What are some easy ways to use self-assessment strategies?
All of the strategies below are most effective when the learning intentions and the success criteria are very clear to the student. In addition, it is more effective if students have been utilizing the success criteria in daily practice. It is also beneficial if the students have co-constructed the success criteria with the teacher.
Rubrics: Rubrics are a valuable tool for self-assessment. We advise co-creating rubrics for all Focus Standards since an effective rubric clearly lists the success criteria. Students are able to use them to monitor and evaluate their progress during an assessment task or activity.
Each student needs to have access to the rubric. Since the rubric has been co-constructed by the class, students should be familiar with the terminology on the rubric. Many teachers have the students color code the rubric. Each criterion should be coded with a different color. During the learning, students can use the rubric to monitor their work to ensure that it demonstrates the required skills, knowledge or understanding. After the work is completed, students can color code their work with the color codes on the rubric. They reflect on their progress and evaluate what they need to improve their performance.
Graphic Organizers: A graphic organizer organizes facts, concepts or ideas in a visual or diagrammatic way so the relationship between the ideas is clear. The value of a graphic organizer in relationship to self-assessment is that it makes the thinking visible for the student, peers and teacher. Graphic organizers work best when paired with success criteria based on the standard(s). For example, empty spaces in the organizer reveal gaps in the student’s knowledge or understanding. These empty spaces indicate what immediately needs to be learned.
Stoplight: Students can use the color from a stoplight as a code for how well they have learned the criteria for success from a standard. During an assessment students can use the color codes to give feedback to the teacher on the criteria from a rubric. Students can code their paper with the stoplight color codes or at the end of the assessment; they can turn their assessment product into 1 of 3 colored bins.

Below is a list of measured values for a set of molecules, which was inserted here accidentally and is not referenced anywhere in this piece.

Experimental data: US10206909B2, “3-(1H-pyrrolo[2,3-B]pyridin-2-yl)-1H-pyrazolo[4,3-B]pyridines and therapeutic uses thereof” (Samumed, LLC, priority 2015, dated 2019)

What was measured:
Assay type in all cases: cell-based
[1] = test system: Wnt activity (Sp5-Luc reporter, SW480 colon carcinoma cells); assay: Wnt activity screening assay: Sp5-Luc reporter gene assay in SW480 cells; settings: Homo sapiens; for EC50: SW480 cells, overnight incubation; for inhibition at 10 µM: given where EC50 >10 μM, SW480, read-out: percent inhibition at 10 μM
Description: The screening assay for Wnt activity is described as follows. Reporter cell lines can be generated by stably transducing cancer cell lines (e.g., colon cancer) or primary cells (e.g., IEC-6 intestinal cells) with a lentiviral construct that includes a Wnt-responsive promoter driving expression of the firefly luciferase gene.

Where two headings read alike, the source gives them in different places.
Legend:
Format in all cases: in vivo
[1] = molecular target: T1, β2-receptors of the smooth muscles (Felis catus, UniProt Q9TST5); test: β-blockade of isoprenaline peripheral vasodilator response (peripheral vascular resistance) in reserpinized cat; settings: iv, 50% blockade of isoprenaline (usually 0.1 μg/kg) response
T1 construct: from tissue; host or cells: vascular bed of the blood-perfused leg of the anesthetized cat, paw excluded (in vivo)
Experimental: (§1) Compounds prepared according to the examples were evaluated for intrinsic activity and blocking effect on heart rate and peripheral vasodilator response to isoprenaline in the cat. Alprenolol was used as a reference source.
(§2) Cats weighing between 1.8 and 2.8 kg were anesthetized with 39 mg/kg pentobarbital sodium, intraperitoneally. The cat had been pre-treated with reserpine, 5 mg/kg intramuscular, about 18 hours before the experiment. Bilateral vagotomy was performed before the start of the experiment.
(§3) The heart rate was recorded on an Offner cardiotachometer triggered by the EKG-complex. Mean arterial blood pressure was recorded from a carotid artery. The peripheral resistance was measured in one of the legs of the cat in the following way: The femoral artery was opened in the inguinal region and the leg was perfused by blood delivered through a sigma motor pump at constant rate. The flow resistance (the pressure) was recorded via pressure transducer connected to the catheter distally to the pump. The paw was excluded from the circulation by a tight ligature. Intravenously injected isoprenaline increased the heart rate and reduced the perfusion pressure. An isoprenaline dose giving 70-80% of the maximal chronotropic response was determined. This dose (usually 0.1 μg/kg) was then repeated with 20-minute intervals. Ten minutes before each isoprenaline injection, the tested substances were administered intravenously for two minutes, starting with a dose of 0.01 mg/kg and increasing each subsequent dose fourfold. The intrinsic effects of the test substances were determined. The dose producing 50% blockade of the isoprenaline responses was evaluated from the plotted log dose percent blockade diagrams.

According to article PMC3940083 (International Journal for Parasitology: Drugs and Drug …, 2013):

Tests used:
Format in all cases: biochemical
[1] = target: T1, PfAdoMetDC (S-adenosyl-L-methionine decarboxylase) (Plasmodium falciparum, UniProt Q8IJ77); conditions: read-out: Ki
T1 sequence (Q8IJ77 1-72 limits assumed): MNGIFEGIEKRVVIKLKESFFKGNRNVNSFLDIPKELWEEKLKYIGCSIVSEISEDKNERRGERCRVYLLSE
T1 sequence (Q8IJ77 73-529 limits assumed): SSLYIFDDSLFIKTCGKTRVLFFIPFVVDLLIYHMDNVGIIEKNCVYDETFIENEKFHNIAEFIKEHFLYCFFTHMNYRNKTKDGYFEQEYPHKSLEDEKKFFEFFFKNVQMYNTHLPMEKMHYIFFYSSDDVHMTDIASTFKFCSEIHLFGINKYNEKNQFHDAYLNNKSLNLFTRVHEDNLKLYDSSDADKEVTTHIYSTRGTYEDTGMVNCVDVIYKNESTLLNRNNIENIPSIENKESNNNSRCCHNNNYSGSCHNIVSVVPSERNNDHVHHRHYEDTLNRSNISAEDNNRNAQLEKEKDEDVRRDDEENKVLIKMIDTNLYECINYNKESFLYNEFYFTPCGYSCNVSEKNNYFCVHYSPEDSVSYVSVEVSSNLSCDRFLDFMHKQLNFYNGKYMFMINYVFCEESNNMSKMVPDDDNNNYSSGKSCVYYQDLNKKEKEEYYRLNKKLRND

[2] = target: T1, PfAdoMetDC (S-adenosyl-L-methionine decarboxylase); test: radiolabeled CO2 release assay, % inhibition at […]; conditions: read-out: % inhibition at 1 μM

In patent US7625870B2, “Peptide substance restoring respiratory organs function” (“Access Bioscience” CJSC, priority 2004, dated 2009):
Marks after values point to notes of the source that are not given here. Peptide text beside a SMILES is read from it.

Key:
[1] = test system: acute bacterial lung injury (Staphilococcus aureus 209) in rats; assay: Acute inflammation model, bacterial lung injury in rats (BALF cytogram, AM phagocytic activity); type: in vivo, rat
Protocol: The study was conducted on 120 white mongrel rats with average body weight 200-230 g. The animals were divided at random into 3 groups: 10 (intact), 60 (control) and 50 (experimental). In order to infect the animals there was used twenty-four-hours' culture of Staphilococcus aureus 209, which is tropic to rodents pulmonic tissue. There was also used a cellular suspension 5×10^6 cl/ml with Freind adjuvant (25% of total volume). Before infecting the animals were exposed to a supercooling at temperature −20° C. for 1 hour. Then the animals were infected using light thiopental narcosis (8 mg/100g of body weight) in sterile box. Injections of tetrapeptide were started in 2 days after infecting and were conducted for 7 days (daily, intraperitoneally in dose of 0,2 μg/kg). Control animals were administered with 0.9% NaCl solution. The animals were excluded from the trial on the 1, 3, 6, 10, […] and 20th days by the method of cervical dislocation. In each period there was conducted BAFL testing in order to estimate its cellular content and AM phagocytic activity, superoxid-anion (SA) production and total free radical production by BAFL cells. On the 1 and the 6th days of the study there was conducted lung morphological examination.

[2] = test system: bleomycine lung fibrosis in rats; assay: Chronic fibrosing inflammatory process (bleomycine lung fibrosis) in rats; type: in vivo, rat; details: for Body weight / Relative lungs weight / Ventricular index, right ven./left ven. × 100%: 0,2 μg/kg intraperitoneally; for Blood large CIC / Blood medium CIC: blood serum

Stoplight Color Codes:
Green = I can do this
Yellow = I'm getting there
Red = I need help
Benefits of self-assessment for students:
Development of metacognitive skills –students become more skilled at adjusting what they are doing to improve the quality of their work (Cooper, 2006)
‘increased responsibility for students’ own learning as a result of more opportunities for self-reflection (Cyboran, 2006)
positive effects for low achievers – reducing achievement gaps (Black & Wiliam, 1998; Chappuis, & Stiggins, 2002)
development and refinement of students’ capacity for critical thinking (Cooper, 2006)
increased mathematics problem-solving ability (Brookhart, Andolina, Zuza, & Furman, 2004)
improved academic results in narrative writing (Ross, Rolheiser, & Hogaboam-Gray)
reduction in disruptive behavior (Ross, 2006)
If your focus is on formative assessment, self-assessment must be a focus too. The student must be a part of the formative assessment process for deep learning to occur. Please see our consultants’ favorite books on “The Formative Process” in our website’s bookstore. By clicking here
Black, P., & Wiliam, D. (1998). Inside the black box: Raising standards through classroom assessment. Phi Delta Kappan, 80(2), 139–148.
Brookhart, S. M., Andolina, M., Zuza, M., & Furman, R. (2004). Minute math: An action research study of student self-assessment. Educational Studies in Mathematics, 57(2), 213–227.
Cooper, D. (2006). Collaborating with students in the assessment process. Orbit, 36(2), 20–23.
Chappuis, S., & Stiggins, R. J. (2002 ). Classroom assessment for learning. Educational Leadership, 60(1), 40–43.
Rolheiser, C., & Ross, J.A. (2000). Student self-evaluation – What do we know? Orbit, 30(4), 33–36.
Rolheiser, C. & Ross, J. A. (2001). Student self-evaluation: What research says and what practice shows. In R. D. Small & A. Thomas (Eds.), Plain talk about kids (pp. 43–57). Covington, LA: Center for Development and Learning.
Ross, J. A., Hogaboam-Gray, A., & Rolheiser, C. (2002). Student self evaluation in grade 5–6 mathematics: Effects on problem solving achievement. Educational Assessment, 8(1), 43–58.
White, B. Y., & Frederiksen, J. R. (1998). Inquiry, modeling, and metacognition: Making science accessible to all students. Cognition and Instruction, 16(1), 18–31.